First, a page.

By Michael Ondaatje,

Why should I read it?

9 authors picked The English Patient as one of their favorite books, and they share why you should read it.

What is this book about?

Hana, a Canadian nurse, exhausted by death, and grieving for her own dead father; the maimed thief-turned-Allied-agent, Caravaggio; Kip, the emotionally detached Indian sapper - each is haunted in different ways by the man they know only as the English patient, a nameless burn victim who lies in an upstairs room. His extraordinary knowledge and morphine-induced memories - of the North African desert, of explorers and tribes, of history and cartography; and also of forbidden love, suffering and betrayal - illuminate the story, and leave all the characters for ever changed.

Book cover of The Book of Strangers

Alexander Knysh Author Of Sufism: A New History of Islamic Mysticism

From my list on teaching you how to be a Sufi.

Why am I passionate about this?

My exploration of Sufism began in the unlikely environment of the Soviet Union where Sufism was considered a relic of the past to be replaced by the atheist, world-asserting ideology. The fact that my Muslim academic advisor assigned this topic to me, an active customs officer, was nothing short of a miracle. It was the beginning of a chain of miracles that punctuated my teaching and research career in the USSR, UK, US, EU, and the post-Soviet republics of Eurasia, especially Tatarstan and Kazakhstan. Having observed Sufism in various shapes and forms for over thirty years, my knowledge of its precepts and rituals is of great help to me in everyday life.  

Alexander's book list on teaching you how to be a Sufi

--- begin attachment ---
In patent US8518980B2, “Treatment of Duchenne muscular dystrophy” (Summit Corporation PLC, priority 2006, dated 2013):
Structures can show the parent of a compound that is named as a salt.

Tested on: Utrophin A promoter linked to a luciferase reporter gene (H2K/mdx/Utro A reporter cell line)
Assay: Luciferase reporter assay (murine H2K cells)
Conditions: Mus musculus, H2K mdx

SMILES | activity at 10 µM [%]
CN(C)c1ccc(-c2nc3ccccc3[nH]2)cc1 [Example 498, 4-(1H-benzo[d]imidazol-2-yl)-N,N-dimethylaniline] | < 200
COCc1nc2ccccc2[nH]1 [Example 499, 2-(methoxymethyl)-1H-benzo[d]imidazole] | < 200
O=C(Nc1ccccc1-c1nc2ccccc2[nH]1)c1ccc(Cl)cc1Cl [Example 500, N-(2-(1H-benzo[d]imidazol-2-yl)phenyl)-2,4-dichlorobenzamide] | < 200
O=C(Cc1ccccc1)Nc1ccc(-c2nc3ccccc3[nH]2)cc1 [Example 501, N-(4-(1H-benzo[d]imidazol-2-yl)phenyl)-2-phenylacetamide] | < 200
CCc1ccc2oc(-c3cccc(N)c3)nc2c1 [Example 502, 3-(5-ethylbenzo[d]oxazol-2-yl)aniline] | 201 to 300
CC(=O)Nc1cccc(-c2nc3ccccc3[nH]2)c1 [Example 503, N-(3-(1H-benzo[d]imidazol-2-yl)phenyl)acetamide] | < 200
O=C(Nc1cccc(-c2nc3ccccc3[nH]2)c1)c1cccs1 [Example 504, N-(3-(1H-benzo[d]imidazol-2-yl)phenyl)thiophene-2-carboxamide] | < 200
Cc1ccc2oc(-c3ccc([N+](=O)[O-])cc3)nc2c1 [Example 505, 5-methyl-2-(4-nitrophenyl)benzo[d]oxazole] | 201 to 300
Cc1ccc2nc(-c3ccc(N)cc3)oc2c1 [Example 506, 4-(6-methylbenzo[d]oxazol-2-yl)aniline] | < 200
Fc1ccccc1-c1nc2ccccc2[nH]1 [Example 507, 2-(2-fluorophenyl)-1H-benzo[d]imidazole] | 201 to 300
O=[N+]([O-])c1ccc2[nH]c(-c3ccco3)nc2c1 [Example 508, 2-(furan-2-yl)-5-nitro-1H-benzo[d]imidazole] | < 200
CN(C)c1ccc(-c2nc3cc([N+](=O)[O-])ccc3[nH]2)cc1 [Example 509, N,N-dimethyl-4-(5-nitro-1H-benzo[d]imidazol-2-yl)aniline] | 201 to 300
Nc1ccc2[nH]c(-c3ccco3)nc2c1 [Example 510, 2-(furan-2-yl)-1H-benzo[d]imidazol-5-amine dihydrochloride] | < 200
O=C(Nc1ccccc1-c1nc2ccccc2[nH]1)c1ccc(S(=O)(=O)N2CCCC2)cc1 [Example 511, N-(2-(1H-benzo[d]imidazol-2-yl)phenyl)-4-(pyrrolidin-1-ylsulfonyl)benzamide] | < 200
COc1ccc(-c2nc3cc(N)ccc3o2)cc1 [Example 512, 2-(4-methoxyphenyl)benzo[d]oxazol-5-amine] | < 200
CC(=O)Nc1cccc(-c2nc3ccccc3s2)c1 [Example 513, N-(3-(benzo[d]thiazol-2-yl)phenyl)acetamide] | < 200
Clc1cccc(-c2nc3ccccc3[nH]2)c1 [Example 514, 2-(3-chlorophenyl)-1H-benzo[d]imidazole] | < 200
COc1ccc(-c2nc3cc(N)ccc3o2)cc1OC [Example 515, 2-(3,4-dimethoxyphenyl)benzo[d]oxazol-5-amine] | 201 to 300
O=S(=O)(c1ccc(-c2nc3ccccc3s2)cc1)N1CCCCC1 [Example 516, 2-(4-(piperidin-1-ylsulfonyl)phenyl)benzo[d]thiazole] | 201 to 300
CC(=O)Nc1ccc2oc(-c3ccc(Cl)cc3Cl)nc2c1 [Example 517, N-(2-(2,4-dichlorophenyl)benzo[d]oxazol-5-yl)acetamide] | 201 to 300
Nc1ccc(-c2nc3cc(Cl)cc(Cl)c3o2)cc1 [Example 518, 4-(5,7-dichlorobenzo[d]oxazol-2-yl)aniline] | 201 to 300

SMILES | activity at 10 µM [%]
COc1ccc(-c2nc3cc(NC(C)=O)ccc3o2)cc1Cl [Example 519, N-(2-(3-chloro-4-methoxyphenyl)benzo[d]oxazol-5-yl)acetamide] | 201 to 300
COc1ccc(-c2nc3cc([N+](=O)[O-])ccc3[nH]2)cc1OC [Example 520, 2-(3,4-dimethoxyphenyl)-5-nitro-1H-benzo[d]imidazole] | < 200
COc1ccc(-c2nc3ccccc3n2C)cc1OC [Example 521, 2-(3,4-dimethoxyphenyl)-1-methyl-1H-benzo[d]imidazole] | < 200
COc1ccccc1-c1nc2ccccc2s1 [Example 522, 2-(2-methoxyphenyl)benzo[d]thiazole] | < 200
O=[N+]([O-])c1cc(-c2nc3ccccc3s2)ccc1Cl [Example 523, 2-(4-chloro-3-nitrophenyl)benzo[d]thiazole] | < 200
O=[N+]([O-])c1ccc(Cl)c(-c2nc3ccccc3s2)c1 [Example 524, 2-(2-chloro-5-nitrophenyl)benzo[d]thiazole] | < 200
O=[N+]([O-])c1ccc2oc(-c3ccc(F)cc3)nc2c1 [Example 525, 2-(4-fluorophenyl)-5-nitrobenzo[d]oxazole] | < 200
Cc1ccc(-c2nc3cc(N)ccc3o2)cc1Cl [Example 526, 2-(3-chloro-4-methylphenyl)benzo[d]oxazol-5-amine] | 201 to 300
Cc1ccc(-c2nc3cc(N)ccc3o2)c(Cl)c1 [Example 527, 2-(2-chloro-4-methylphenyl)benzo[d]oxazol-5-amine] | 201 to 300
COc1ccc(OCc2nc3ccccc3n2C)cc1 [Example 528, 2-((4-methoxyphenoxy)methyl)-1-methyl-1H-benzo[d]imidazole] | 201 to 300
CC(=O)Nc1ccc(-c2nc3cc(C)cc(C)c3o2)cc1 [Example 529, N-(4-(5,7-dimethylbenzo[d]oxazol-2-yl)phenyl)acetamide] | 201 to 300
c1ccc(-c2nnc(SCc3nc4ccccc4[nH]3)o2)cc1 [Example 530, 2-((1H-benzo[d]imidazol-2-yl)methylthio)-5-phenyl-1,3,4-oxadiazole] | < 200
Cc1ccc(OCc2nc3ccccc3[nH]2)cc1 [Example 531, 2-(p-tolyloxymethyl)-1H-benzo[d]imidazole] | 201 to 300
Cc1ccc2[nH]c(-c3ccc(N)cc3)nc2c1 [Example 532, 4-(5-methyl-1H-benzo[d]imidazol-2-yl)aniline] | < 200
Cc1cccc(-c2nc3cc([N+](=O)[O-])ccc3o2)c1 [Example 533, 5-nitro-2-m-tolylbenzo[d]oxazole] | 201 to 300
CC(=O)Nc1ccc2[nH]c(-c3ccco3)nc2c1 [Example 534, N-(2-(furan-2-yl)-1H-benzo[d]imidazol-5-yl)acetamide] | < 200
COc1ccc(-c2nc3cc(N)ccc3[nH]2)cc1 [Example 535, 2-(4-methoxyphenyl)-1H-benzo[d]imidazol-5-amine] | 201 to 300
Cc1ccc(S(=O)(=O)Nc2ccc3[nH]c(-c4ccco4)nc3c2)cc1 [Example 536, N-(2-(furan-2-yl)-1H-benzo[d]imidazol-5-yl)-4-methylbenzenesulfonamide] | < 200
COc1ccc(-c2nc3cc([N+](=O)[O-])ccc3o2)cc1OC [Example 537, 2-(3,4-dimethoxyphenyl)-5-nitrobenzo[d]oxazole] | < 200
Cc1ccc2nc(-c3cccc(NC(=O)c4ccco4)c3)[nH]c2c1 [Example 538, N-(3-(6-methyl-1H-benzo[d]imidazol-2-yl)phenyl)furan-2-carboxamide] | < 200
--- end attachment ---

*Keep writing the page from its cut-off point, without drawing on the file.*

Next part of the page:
Alexander Knysh Why did Alexander love this book?

This book offers a poignant personal view of Sufism by a Scottish-born actor and writer who became disillusioned with a world “where people teach but know nothing, where the sentences flow on endlessly but lead nowhere.” He seeks and finds wisdom and solace in the deserts of Sahara under the guidance of a Sufi master to whom he dedicates his short but powerful book. When I picked it up as a reading for my class on Sufism, I thought I would find a usual mushy account of Sufism by a starry-eyed neophyte. The book was anything but: it was eloquent, deeply personal, and felicitously free from platitudes. I was pleasantly surprised and so were my students. I recommend it to everyone interested in spiritual quests regardless of his or her background.    

By Ian Dallas,

Why should I read it?

1 author picked The Book of Strangers as one of their favorite books, and they share why you should read it.

What is this book about?

Hardcover, 151 pages.

Book cover of Eat Feel Fresh: A Contemporary, Plant-Based Ayurvedic Cookbook

Victoria Moran Author Of Main Street Vegan: Everything You Need to Know to Eat Healthfully and Live Compassionately in the Real World

From my list on yoga and Ayurveda.

Why am I passionate about this?

I'm an American author of thirteen books (so far). Some are on vegan living (Main Street Vegan, The Love-Powered Diet); others (Creating a Charmed Life, Shelter for the Spirit, Younger by the Day) are about wellbeing and crafting an inner life. My passions are spirituality -- yoga primarily, but all the ways people find meaning; compassionate living: extending loving-kindness to ourselves and all beings; and creating vibrant health through yoga, Ayurveda, plant-based eating, and a grateful outlook. (Here's a little preview: I'm in the early stages of a book about aging like a yogi.)

Victoria's book list on yoga and Ayurveda

Victoria Moran Why did Victoria love this book?